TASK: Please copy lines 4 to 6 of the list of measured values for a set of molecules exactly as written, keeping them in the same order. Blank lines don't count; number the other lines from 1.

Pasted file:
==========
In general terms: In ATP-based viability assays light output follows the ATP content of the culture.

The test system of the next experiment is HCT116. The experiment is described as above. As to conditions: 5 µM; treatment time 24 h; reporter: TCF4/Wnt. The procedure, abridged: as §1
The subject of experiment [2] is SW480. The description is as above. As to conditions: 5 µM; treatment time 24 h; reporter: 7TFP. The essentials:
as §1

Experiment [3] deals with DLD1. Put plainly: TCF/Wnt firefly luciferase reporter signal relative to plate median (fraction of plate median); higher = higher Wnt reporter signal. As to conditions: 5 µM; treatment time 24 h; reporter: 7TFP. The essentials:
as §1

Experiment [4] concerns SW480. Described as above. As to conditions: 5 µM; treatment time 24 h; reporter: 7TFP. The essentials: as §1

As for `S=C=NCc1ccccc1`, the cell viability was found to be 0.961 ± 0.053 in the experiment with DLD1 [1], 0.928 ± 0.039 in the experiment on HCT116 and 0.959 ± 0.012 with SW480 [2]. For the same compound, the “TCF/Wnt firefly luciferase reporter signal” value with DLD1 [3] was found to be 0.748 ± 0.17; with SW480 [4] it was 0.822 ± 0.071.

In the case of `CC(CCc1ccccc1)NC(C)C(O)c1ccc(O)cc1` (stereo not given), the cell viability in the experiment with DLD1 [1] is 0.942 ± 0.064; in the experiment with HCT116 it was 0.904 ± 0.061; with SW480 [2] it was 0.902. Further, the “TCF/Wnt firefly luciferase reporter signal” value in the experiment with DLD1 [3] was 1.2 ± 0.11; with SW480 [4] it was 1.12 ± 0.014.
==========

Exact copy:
as §1

Experiment [3] deals with DLD1. Put plainly: TCF/Wnt firefly luciferase reporter signal relative to plate median (fraction of plate median); higher = higher Wnt reporter signal. As to conditions: 5 µM; treatment time 24 h; reporter: 7TFP. The essentials:
as §1